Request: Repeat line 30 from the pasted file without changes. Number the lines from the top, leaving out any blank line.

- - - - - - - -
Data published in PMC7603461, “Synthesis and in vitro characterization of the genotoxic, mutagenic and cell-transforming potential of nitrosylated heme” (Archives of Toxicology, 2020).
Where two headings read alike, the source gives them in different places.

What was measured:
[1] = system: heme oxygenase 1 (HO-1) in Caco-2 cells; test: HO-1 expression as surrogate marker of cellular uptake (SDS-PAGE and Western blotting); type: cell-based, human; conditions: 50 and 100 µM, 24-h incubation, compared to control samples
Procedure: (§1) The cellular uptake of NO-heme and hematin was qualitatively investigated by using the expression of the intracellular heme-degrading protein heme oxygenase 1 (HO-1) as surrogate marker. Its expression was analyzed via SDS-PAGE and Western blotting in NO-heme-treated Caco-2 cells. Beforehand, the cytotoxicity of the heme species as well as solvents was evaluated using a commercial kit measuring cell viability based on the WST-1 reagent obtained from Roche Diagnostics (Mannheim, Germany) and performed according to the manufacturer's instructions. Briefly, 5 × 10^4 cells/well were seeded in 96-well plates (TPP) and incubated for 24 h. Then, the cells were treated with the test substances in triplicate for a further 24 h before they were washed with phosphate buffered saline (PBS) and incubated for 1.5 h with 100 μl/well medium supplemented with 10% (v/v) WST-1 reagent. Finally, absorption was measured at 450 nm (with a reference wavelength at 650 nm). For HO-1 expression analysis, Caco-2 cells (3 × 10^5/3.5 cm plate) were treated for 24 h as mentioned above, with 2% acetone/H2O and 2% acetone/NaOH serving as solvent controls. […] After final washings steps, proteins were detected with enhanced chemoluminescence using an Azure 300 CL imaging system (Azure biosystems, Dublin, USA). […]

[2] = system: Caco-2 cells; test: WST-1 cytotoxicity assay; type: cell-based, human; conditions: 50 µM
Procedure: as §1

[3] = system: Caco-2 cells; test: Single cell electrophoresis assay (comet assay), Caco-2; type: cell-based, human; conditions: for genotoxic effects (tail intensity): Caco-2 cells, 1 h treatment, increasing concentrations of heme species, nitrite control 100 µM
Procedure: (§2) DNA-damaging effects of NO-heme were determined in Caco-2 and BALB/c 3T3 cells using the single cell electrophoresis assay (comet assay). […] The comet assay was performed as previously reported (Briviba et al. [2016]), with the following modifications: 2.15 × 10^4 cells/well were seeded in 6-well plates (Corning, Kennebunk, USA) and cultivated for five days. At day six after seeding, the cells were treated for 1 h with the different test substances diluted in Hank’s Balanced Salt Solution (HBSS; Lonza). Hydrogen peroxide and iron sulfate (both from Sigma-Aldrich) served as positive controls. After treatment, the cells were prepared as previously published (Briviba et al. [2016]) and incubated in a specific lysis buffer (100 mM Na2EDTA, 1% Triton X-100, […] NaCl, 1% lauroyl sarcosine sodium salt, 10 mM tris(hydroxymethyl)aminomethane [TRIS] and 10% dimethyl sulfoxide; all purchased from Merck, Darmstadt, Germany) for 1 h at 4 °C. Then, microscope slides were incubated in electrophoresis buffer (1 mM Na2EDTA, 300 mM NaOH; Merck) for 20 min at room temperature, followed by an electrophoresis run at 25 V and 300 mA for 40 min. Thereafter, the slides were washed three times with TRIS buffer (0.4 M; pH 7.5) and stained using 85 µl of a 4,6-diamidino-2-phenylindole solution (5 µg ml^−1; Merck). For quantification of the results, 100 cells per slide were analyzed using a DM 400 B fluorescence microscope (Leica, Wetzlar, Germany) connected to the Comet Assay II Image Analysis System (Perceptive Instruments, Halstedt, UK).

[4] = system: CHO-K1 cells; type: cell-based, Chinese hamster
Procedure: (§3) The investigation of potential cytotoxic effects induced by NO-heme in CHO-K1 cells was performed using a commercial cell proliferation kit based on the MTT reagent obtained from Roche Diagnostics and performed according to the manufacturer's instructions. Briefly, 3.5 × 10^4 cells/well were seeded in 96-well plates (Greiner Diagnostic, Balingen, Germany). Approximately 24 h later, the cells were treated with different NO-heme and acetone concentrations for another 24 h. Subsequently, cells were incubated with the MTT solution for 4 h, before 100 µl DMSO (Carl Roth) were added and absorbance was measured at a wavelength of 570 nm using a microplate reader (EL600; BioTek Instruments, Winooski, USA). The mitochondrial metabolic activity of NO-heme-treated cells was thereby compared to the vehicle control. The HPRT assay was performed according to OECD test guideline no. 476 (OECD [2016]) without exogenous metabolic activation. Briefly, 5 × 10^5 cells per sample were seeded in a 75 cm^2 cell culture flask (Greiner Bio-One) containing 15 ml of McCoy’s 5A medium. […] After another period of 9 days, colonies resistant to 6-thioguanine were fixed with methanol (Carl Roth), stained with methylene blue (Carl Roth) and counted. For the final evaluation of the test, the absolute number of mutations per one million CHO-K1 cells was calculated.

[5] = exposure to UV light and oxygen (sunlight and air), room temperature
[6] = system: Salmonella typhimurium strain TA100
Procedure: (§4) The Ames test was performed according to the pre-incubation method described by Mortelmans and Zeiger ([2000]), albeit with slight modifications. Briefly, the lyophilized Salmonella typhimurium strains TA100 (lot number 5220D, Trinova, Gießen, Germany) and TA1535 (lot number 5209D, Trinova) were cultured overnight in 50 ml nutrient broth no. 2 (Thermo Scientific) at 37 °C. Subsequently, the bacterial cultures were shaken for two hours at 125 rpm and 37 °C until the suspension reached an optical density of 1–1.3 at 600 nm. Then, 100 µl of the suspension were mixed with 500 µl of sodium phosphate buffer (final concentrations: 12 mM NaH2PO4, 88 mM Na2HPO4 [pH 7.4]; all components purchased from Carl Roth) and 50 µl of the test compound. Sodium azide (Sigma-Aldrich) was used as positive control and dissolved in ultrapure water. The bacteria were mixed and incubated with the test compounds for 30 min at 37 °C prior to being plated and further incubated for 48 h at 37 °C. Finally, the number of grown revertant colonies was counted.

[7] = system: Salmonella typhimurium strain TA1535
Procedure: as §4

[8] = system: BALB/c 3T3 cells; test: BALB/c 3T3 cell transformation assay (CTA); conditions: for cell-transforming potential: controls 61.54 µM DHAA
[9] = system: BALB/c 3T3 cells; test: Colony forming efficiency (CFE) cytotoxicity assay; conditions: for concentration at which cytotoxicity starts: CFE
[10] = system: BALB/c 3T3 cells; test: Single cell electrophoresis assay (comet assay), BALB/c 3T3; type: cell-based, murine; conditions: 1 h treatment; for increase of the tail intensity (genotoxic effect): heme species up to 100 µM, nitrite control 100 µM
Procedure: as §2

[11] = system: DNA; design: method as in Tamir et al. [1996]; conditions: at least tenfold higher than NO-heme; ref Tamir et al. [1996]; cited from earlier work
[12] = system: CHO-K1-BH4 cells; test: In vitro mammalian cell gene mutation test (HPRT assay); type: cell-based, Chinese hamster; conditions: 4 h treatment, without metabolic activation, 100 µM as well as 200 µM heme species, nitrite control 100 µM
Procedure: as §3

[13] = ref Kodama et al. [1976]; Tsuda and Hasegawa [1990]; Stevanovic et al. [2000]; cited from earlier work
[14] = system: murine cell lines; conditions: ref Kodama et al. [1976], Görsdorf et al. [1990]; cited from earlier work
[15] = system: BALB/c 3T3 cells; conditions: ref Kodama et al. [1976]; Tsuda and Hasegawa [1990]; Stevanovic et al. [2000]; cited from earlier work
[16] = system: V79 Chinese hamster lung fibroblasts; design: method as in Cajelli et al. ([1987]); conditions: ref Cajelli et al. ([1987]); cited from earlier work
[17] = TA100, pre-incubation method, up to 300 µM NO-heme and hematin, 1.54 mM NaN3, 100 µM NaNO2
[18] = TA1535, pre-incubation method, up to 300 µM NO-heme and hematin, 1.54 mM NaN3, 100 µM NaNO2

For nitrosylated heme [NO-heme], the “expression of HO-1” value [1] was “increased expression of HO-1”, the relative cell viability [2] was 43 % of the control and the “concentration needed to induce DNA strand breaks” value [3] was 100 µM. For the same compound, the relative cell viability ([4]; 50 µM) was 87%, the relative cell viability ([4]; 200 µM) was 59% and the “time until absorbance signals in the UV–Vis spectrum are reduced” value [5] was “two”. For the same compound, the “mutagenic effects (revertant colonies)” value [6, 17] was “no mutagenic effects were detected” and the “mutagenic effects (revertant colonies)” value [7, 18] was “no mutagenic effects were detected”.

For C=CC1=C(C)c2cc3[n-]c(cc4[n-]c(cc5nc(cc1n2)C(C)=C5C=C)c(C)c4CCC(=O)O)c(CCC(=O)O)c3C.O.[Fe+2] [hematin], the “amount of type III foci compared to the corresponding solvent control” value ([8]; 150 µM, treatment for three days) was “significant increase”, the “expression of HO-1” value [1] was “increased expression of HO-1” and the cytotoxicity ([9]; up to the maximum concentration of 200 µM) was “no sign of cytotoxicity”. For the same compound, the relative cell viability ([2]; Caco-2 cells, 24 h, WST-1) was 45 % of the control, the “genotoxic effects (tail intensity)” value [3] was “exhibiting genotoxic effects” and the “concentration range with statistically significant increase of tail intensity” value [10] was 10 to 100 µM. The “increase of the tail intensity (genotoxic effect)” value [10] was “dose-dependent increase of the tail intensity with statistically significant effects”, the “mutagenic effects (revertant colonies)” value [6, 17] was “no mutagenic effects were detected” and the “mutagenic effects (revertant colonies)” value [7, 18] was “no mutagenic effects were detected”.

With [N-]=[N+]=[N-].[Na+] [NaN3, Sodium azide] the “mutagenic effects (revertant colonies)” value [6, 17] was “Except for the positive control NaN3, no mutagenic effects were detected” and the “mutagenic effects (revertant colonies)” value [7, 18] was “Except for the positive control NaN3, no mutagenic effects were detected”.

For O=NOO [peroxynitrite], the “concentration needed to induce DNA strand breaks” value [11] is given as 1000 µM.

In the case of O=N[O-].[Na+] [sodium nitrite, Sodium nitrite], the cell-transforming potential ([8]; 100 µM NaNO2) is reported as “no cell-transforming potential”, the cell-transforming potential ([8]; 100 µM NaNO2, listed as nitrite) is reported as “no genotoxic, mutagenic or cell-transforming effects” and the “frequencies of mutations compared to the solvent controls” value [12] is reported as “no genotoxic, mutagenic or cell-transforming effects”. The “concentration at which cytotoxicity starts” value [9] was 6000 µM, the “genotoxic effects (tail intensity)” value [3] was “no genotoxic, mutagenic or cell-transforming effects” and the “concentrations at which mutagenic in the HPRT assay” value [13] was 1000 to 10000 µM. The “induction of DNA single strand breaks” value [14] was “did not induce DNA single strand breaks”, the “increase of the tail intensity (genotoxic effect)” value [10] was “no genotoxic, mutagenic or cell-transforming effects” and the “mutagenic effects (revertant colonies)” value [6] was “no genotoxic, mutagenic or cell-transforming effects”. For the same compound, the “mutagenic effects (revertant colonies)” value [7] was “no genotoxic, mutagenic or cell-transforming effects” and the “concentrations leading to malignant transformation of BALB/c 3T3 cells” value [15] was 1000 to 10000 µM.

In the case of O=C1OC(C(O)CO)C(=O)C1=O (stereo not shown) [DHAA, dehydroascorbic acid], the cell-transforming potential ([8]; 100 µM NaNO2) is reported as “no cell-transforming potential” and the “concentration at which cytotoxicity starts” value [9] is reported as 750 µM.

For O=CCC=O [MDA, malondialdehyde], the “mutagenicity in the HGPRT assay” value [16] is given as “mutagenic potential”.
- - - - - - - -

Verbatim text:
For nitrosylated heme [NO-heme], the “expression of HO-1” value [1] was “increased expression of HO-1”, the relative cell viability [2] was 43 % of the control and the “concentration needed to induce DNA strand breaks” value [3] was 100 µM. For the same compound, the relative cell viability ([4]; 50 µM) was 87%, the relative cell viability ([4]; 200 µM) was 59% and the “time until absorbance signals in the UV–Vis spectrum are reduced” value [5] was “two”. For the same compound, the “mutagenic effects (revertant colonies)” value [6, 17] was “no mutagenic effects were detected” and the “mutagenic effects (revertant colonies)” value [7, 18] was “no mutagenic effects were detected”.